Hitting a Homerun: The Dutch beat the Dominicans in the World Baseball Classic

The World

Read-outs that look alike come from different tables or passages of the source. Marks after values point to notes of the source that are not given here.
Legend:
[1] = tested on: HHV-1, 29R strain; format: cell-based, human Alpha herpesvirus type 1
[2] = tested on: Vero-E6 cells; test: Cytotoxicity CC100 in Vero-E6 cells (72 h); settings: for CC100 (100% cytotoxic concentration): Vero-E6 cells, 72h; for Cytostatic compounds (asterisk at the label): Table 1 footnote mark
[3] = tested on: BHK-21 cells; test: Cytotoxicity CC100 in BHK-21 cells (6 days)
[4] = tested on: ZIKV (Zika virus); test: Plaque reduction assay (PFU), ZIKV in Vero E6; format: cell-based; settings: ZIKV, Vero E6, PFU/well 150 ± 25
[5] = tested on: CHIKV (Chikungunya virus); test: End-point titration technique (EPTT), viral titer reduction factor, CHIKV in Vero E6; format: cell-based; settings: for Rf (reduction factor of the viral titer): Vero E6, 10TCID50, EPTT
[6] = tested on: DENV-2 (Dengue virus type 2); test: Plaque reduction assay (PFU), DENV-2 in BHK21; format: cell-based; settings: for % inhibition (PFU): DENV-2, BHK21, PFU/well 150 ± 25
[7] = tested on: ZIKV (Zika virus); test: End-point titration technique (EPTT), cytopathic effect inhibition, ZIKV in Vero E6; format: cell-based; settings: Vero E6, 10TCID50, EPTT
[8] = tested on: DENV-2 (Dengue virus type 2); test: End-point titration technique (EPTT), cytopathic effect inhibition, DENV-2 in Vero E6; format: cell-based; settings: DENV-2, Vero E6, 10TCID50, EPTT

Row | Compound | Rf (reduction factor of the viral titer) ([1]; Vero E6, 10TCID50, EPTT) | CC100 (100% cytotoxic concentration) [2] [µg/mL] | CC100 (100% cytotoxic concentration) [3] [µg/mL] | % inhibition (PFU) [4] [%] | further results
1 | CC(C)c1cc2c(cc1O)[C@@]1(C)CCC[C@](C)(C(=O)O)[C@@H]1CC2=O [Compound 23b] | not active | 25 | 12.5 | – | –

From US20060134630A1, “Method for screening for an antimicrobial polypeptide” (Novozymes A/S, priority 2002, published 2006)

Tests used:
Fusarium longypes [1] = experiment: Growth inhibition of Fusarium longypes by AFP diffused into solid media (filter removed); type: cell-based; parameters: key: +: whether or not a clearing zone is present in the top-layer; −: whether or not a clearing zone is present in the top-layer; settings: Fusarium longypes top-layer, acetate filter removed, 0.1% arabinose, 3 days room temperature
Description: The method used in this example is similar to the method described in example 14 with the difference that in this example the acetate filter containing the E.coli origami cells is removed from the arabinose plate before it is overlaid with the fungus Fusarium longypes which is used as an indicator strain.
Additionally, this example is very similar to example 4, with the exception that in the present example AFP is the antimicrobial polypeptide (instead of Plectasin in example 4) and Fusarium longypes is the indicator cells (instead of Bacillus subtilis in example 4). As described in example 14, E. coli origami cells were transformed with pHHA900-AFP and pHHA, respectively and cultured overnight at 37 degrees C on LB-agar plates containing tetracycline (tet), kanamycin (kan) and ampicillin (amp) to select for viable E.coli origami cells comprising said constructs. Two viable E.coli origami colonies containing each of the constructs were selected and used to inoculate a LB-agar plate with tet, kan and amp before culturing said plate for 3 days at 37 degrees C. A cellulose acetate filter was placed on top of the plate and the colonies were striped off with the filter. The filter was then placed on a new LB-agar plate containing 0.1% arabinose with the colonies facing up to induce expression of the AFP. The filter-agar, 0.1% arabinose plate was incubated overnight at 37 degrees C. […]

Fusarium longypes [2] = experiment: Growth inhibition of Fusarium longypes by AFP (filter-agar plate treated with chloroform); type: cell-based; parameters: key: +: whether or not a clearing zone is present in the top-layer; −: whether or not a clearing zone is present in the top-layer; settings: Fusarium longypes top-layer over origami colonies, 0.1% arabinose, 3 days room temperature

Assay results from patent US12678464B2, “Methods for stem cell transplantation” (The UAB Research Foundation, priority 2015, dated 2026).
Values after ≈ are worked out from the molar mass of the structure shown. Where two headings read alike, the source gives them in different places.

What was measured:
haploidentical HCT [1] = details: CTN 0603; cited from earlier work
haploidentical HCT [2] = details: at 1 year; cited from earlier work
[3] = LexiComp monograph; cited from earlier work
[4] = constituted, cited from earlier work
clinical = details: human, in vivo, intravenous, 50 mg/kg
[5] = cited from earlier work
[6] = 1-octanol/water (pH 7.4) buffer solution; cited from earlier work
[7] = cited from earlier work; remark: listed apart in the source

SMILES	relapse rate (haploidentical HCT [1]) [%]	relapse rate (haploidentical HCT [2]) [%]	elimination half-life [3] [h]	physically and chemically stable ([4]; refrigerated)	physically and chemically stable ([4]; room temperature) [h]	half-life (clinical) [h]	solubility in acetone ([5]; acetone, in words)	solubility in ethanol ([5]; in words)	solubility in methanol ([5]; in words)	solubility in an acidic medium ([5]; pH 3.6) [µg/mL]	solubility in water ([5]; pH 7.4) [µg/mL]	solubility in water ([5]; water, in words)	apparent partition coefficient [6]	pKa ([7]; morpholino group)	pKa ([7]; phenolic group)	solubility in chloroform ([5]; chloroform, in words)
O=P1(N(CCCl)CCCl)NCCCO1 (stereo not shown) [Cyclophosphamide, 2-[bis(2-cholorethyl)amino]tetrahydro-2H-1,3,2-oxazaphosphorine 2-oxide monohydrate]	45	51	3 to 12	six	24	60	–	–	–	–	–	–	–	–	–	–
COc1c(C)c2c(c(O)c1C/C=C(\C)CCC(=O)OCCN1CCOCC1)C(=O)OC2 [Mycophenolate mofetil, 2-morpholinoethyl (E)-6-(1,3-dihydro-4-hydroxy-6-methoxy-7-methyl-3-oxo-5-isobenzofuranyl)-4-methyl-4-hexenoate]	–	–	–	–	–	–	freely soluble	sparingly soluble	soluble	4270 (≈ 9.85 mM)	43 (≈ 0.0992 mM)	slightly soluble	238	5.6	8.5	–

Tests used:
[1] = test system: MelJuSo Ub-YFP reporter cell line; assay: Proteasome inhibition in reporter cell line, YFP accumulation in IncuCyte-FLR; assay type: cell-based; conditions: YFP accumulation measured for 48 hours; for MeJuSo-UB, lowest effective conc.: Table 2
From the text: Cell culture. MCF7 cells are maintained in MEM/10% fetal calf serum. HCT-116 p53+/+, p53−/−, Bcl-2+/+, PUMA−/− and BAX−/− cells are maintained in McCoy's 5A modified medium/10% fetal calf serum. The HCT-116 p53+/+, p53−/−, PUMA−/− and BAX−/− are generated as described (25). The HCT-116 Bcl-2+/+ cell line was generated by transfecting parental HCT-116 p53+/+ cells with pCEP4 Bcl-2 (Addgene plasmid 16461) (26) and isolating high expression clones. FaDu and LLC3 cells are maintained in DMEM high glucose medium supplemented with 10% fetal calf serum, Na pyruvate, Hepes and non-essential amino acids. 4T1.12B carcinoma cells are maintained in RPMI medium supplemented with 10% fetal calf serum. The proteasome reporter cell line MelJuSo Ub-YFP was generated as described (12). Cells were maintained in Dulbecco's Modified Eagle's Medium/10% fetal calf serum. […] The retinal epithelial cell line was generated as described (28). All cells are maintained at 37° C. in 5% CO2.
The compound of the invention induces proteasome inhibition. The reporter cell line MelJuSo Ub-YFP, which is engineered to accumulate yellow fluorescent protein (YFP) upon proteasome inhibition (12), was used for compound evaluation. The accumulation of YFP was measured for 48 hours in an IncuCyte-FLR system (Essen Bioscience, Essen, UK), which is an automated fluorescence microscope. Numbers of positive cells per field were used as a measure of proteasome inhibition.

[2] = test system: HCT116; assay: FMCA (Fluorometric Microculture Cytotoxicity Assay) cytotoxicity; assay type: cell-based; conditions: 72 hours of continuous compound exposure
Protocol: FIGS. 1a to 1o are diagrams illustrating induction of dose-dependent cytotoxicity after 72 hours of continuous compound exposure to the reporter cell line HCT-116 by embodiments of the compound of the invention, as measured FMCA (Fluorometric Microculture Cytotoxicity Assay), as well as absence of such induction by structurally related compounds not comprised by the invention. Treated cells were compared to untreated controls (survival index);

Contributor's Notes: Jeff Beresford-Howe Talk about getting mileage out of Spring Training: Bud Selig's brainstorm, the World Baseball Classic, buzzed around the baseball world, ESPN and the MLB network this weekend. It's an open question whether it works as a competition, but would you rather watch this stuff or a Milwaukee-San Diego split squad game? The highlights and lowlights of a first weekend of competition: * Japan and Korea advanced. So did the USA. China, Chinese Taipei and Panama were eliminated. The other five teams advancing will be decided by Wednesday. * The 3-2 victory by the Netherlands over the Dominican Republic was almost beyond comprehension. To put it in perspective, the total of the MLB salaries of the Dominicans is around $83 million. For the Dutch ? a bunch of has-beens and never was's from places like Aruba and Curacao ? the figure is $400,000. That is, one guy at the Major League minimum. Even in the Miracle on Ice, the U.S. team that beat the Soviets had a bunch of guys who turned out to have long and successful NHL careers. This was more like the team from Bronx High waltzing into Yankee Stadium and pasting the Yankees. * The Dominicans are still alive because of the first round's double elimination format, but they're going to have to beat Puerto Rico or the Netherlands on Tuesday to stay alive, and win another game after that, too. They'll have to do it with one brain tied behind their back. Felipe Alou, as bad a game manager as there is, will still be managing the team. His latest blunder: Trailing by one run in the seventh, he removed David Ortiz ? the trail runner and winning, not tying, run ? for a pinch-runner. Predictably, it came back to haunt the Dominicans when Jose Bautista rather than Ortiz came to the plate in the 9th inning of what was still a one-run game. Bautista was called out on strikes to end it. * Alex Rodriguez figured in the result, of course, even without playing. ESPN reported that the Dominican team was angry and dispirited by Rodriguez's failure to show up to play; they assumed he was faking or exaggerating his injury to get out of his commitment. It turns out they were wrong ? A-Rod agreed to surgery over the weekend that could sideline him for much of the '09 season ? but it says everything you need to know about the guy that his compadres and peers jumped straight to that conclusion. * In front of a bunch of truly disgusted fans at Foro Sol Stadium in Mexico City, the Mexicans lost by so many runs to the Australians ? the Australians! ? that the ?mercy rule? was invoked after eight innings. Final score, 17-7. Beats the Claxton Shield all to hell, aye, mate? * Foro Sol makes Coors Field in Denver look like a blushing virgin, as it turns out. Small and at high altitude, the park is a hitter's paradise. The Cubans ? notable for their lack of power in the '06 WBC ? hit six home runs in their game at Foro Sol on Sunday and the Australians hit four. There were 33 runs scored in the two games played there so far. * Mexican fans were disgusted by their national team's performance and booed them off the field, but at least they showed up. In all four venues ? Tokyo, Toronto, Mexico City and San Juan ? the same pattern repeated itself: If the homeboys were playing, the place was packed. If they weren't, it might as well have been, uh, an early Spring Training game. In particular, premium seats were noticeably unfilled at all four parks. * The quality of play varied widely. Some games, like the Canada-USA game, were well played and tense. Most were sloppy, and the very restricted pitch counts imposed in the '09 WBC after a raft of pitcher injuries in the '06 WBC meant a steady procession of pitching changes. Eventually, just about every team had to run a guy out there who didn't have it that day, blowing open some otherwise good games. * Italy has a team. It's composed almost entirely of Americans, guys whose grandparents were born in the USA and who happen to have vowels at the end of their names. The whole thing seems like some sort of weird obeisance to Tommy Lasorda, all the way down to the uniforms, which were cheap Italian knock-offs of the classic Dodger look. What they're doing in the tournament is anyone's guess. The United States is essentially fielding three teams: the official USA team, Italian team and the Puerto Rican team. How much more interesting would it have been if Selig had decided to let African-Americans field their own team, an homage to the Negro Leagues and African heritage in America? Think that would have increased the buzz factor in the tournament just a little? Think that would have ratcheted up interest in baseball among African-Americans in the United States? * Two pitchers stepped onto the international stage in a big way: Yu Dervish, the Iranian-Japanese ace of the Japanese national team, was unhittable in his appearance against China, and Armando Galarraga was awesome on the mound for Venezuela against a team of American All-Stars. Because of the vagueries of the Nippon-MLB agreement, we'll probably have to wait until about 2011 to see Dervish in America, but Galarraga was good for the Detroit Tigers last year and may be ready to become a Cy Young-ish type pitcher for the Tigers this year. Good news for a city that needs some.